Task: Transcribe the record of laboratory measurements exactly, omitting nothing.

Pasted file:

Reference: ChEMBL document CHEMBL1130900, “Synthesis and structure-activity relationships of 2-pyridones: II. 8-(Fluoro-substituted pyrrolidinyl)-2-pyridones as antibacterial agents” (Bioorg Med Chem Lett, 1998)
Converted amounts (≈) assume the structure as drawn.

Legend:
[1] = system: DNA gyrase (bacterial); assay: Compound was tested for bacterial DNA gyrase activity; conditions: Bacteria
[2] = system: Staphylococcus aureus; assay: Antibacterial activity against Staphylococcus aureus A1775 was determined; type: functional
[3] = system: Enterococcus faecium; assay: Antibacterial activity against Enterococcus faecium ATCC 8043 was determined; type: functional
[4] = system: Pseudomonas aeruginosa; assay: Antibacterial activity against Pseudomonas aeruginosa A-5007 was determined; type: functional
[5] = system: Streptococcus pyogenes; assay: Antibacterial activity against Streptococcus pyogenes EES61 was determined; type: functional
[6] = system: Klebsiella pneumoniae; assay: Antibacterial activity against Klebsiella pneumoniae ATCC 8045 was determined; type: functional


Reference: ChEMBL document CHEMBL1130900, “Synthesis and structure-activity relationships of 2-pyridones: II. 8-(Fluoro-substituted pyrrolidinyl)-2-pyridones as antibacterial agents” (Bioorg Med Chem Lett, 1998)
Converted amounts (≈) assume the structure as drawn.

Legend:
[1] = system: DNA gyrase (bacterial); assay: Compound was tested for bacterial DNA gyrase activity; conditions: Bacteria
[2] = system: Staphylococcus aureus; assay: Antibacterial activity against Staphylococcus aureus A1775 was determined; type: functional
[3] = system: Enterococcus faecium; assay: Antibacterial activity against Enterococcus faecium ATCC 8043 was determined; type: functional
[4] = system: Pseudomonas aeruginosa; assay: Antibacterial activity against Pseudomonas aeruginosa A-5007 was determined; type: functional
[5] = system: Streptococcus pyogenes; assay: Antibacterial activity against Streptococcus pyogenes EES61 was determined; type: functional
[6] = system: Klebsiella pneumoniae; assay: Antibacterial activity against Klebsiella pneumoniae ATCC 8045 was determined; type: functional